This is a serial novel, so if you’re new to Sol, it’s best to start at the beginning.
July 25, 2016 / June 3, 2016
As we approached the three moon system of Kolara, I crawled into the pod. Spheroid to Raj, the pod to me. We had agreed on the approach and I felt an intrinsic compulsion to go forward. Somewhere in the back of my head, though, I heard a voice of reason. An internal debate about going through with the foolhardy, hastily concocted plan, which really wasn’t much of a plan at all. We were not military strategists. Neither of us had had training. The suit had made me powerful in ways I only dreamed of as a boy, hell, in ways I dreamed of as a man. But I was still just a man and a broken one at that.
The suit pulled me against the back of the pod, melding me with the hull and sensors. Where the Wedge had speed and not much else, the pod had teeth, and now that I was in the suit, I could feel them. Hard fields, sticky mines, a beam weapon, universal docking collar, stealth, heavy ion thrusters.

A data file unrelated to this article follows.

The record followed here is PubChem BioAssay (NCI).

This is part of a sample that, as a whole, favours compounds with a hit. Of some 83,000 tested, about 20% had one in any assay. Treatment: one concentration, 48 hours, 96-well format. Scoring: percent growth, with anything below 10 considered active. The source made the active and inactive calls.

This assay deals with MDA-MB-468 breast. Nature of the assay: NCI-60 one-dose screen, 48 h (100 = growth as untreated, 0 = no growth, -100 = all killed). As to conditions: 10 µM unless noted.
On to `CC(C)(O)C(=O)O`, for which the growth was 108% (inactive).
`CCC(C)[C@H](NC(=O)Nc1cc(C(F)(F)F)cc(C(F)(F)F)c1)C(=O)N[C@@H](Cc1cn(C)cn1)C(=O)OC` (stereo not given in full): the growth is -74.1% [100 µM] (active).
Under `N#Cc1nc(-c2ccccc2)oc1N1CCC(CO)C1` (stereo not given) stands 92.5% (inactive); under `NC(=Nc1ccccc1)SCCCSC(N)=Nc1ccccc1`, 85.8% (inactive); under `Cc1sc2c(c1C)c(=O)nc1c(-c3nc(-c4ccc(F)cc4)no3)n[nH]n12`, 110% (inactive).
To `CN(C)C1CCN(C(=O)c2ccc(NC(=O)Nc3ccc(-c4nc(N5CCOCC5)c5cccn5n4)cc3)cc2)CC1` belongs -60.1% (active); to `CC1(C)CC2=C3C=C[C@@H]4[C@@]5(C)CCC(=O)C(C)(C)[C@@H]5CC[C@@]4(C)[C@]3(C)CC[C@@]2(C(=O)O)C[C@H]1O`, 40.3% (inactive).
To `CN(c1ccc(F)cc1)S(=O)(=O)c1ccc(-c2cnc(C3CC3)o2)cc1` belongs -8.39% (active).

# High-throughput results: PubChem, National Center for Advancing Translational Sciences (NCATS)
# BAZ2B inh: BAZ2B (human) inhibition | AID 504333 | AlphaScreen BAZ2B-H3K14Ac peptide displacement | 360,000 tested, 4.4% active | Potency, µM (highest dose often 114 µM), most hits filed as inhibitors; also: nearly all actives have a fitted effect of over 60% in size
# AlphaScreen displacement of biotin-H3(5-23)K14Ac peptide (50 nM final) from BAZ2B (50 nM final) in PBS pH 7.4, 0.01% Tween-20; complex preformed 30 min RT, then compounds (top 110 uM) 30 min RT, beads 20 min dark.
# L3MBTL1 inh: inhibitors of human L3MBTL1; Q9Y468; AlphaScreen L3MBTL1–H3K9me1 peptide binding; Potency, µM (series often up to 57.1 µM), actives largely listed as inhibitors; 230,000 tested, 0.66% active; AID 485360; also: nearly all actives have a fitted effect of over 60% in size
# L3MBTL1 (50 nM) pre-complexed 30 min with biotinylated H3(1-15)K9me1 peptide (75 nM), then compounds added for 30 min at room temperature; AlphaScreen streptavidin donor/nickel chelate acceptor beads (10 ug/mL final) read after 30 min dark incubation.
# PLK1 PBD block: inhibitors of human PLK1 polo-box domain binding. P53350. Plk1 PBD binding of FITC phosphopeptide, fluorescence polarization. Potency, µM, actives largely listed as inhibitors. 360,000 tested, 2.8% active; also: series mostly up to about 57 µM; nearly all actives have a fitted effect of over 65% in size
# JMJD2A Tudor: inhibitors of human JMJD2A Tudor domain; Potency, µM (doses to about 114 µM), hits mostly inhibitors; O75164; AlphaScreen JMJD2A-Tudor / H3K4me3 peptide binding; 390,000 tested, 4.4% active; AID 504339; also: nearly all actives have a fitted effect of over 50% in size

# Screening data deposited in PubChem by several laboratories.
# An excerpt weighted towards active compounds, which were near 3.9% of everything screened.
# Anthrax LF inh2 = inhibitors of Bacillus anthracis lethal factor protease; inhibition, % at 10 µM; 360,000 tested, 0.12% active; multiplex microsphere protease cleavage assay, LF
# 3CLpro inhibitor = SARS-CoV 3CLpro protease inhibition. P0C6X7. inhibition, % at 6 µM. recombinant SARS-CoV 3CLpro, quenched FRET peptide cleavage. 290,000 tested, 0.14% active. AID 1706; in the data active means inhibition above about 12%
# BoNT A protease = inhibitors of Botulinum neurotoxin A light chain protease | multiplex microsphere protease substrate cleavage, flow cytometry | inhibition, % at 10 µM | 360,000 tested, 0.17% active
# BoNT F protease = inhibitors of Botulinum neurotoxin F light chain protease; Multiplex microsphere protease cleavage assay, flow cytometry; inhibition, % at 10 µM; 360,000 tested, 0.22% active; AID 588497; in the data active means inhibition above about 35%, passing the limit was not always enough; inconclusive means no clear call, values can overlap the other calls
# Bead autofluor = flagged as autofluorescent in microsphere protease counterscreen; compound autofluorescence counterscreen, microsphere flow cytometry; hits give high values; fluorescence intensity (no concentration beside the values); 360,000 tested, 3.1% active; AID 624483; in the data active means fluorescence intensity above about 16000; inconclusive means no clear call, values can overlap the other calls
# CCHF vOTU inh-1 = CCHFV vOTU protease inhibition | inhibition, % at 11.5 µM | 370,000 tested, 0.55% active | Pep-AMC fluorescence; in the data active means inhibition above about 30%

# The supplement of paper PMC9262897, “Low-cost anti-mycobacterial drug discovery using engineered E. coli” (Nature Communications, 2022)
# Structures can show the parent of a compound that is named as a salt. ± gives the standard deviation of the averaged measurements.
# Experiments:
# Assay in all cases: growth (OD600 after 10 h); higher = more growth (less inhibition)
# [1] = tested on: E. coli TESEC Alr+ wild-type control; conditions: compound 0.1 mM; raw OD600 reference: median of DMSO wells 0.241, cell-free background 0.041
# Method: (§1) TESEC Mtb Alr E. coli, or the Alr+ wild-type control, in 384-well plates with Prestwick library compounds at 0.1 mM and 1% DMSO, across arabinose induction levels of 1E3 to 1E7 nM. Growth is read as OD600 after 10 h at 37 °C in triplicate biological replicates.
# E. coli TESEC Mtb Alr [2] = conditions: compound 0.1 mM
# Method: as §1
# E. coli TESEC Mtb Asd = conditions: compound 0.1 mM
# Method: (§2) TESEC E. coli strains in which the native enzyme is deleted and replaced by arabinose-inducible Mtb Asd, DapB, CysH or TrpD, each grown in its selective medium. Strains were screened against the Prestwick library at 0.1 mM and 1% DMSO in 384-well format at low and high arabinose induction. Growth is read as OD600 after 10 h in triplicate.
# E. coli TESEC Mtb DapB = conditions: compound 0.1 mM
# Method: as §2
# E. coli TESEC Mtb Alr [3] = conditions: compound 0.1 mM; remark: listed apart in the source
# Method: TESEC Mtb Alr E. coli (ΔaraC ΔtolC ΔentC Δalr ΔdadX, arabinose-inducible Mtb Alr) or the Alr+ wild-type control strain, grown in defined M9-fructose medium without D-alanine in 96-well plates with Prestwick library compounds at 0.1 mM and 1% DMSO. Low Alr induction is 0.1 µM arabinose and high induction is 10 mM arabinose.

As with all things Ensari, it required only a simple thought. The trajectory and ion burn were mapped out with precision. I needed only to follow the instructions my half computer/half brain had concocted with Raj. About 30,000 meters from the Lagrange point, Raj flipped our little jump ship 180 degrees, our engines pointed toward the planet, our prow into space. At 10,000 meters, just as Raj had begun his own heavy ion burn to slow the Wedge‘s forward momentum, I disconnected and swung my pod so it’s engines were perpendicular to the planet, 84.7 degrees to be exact. 1.34 seconds after I crossed the Lagrange point, I fired my own heavy ion engines for 3.4 seconds at 65% power, altering the already fast trajectory of the pod just enough that I threaded the space between Kolara and its first moon, picking up another 4,000 km/hr from the gravitational pull of the planet and its moons. As I passed the planet, I turned the pod around so my main engine faced the Hensie ship.